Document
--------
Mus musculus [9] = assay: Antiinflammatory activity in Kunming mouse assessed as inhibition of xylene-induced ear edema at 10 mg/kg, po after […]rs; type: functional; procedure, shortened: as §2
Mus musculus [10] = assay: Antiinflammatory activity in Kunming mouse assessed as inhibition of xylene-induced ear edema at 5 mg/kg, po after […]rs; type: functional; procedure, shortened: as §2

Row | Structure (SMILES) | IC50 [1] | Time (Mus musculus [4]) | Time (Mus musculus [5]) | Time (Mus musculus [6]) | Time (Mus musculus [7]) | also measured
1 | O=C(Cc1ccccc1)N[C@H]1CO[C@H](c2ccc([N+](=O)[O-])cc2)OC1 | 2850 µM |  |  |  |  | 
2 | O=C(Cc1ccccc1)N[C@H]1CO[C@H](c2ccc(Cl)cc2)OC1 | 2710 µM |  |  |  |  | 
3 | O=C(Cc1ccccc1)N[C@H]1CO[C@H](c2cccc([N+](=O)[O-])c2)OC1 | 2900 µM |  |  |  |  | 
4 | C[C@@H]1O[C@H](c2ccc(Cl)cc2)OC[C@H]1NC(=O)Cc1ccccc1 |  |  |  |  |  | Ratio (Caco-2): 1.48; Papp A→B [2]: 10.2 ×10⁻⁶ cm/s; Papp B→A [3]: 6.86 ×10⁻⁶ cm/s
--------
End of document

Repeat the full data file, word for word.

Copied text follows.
Mus musculus [9] = assay: Antiinflammatory activity in Kunming mouse assessed as inhibition of xylene-induced ear edema at 10 mg/kg, po after […]rs; type: functional; procedure, shortened: as §2
Mus musculus [10] = assay: Antiinflammatory activity in Kunming mouse assessed as inhibition of xylene-induced ear edema at 5 mg/kg, po after […]rs; type: functional; procedure, shortened: as §2

Row | Structure (SMILES) | IC50 [1] | Time (Mus musculus [4]) | Time (Mus musculus [5]) | Time (Mus musculus [6]) | Time (Mus musculus [7]) | also measured
1 | O=C(Cc1ccccc1)N[C@H]1CO[C@H](c2ccc([N+](=O)[O-])cc2)OC1 | 2850 µM |  |  |  |  | 
2 | O=C(Cc1ccccc1)N[C@H]1CO[C@H](c2ccc(Cl)cc2)OC1 | 2710 µM |  |  |  |  | 
3 | O=C(Cc1ccccc1)N[C@H]1CO[C@H](c2cccc([N+](=O)[O-])c2)OC1 | 2900 µM |  |  |  |  | 
4 | C[C@@H]1O[C@H](c2ccc(Cl)cc2)OC[C@H]1NC(=O)Cc1ccccc1 |  |  |  |  |  | Ratio (Caco-2): 1.48; Papp A→B [2]: 10.2 ×10⁻⁶ cm/s; Papp B→A [3]: 6.86 ×10⁻⁶ cm/s